PNG raises ‘red alert’


Papua New Guinea has declared a “Red Alert” against the African Swine Fever Virus (ASFV) – a deadly disease of the pigs while the neighbouring Australia has declared a “hyper-vigilance” on the same.

If ASF hits PNG shores, it would decimate the entire pigs’ population with very detrimental effects on human lives (where people depend on pigs for customary obligations and meat) and the small growing piggery businesses in the country compared to Australia which has 2,700 pork producers providing some 34,000 Australian jobs.

The country’s watch dog – NAQIA (Agriculture Quarantine & Inspection Authority) this week raised the red light after confirming Timor Leste to be the latest frontier in the region to catch ASF on Sep 27, making it the 10th country in the region to have been infected by the ASF.

“Timor Leste shares a land border with Indonesia and since this is within the same geographical region as PNG the chances of the virus entering our shores are real.

“The confirmation of the disease in Timor Leste and direct flights between the Philippine cities of Cebu and Manila and Port Moresby now raises our alert level to Red Alert. The Republic of the Philippines has also reported ASF this year. A more intense awareness and enhanced biosecurity protocols will be implemented at our borders,” said Joel Alu, NAQIA managing director.

Australia has sent specialist sniffer dogs to Darwin, Northern Territory – the closest port from Dili, capital of Timor Leste – a hour 20 minutes flight away.

In paid emergency quarantine public notices in the dailies released on Monday, NAQIA’s managing director, Mr Alu said: “NAQIA has begun instituting precautionary measures at our borders, and have being raising awareness on the disease in swine, pork, and pork products.

“Specific actions taken so far as per our Emergency Animal Disease Contingency Plan include; drafting of technical guidelines, conduct of risk assessments, develop Standard Operating Procedures, identify gaps in our current border cargo clearance procedures and processes for an enhanced border clearance approach, public outreach and awareness, diagnostic capacity assessment, and the establishment of a regional laboratory network to enhance testing capacity and information sharing.”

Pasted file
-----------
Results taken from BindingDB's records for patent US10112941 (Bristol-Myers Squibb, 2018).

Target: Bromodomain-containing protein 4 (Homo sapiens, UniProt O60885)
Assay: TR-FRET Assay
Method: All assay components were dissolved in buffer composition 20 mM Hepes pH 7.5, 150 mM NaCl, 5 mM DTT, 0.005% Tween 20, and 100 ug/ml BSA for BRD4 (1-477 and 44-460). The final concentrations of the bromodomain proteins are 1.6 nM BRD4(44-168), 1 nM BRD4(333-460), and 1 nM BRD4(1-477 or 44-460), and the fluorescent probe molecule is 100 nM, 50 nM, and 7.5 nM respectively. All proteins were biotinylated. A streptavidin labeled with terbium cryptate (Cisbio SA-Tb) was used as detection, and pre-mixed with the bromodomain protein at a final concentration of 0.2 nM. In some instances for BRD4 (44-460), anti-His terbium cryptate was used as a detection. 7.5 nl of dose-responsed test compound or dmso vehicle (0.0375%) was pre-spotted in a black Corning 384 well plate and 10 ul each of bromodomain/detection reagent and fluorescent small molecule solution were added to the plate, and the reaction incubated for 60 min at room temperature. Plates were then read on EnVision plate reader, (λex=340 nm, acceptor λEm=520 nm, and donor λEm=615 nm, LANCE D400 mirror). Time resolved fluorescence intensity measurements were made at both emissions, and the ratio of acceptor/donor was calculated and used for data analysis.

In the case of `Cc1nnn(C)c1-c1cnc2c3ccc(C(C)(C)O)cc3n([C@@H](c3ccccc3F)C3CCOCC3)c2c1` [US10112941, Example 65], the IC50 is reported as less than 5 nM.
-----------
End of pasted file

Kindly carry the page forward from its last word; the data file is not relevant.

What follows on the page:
More so, Mr Alu said PNG was thankful to the UN’s Food and Agriculture Organisation (FAO) to have accepted the invitation to send a technical team to visit PNG in the wake of the ASF threat and extend the same to the International Organisation of Animal Health (OIE) for supporting the mission.

“The FAO team in the country will help identify those gaps and find possible mitigation measures that are doable based on our resource capacity.

“We would also like to thank the Australian Department of Agriculture and Water Resources for funding the team’s participation and the PNG FAO country office for facilitating the visit and also for co funding some of the in-country activities,” he said.

These international experts from the FAO headquarters in Rome comprise emergency disease managers, biosecurity experts, laboratory diagnostic experts, veterinarians, value chain experts and scientists from the FAO’s emergency management centre – animal health (EMC-AH) and the emergency centre for trans-boundary animal disease (ECTAD).

“They will help mitigate a likely incursion of the disease in the country. As part of the terms of reference for the team’s engagement they will also assess our current ASF response activities and programs and the border biosecurity management strategies and guide the development of specific guidelines for the effective response mechanisms for similar emergency animal diseases situations in the future.”

The team will be in the country from Oct 7-12 and will be visiting Mt Hagen, Jiwaka, Lae and the NCD based players to study and understand how the value chain and biosecurity management system work and talk to key players and actors in the supply system.

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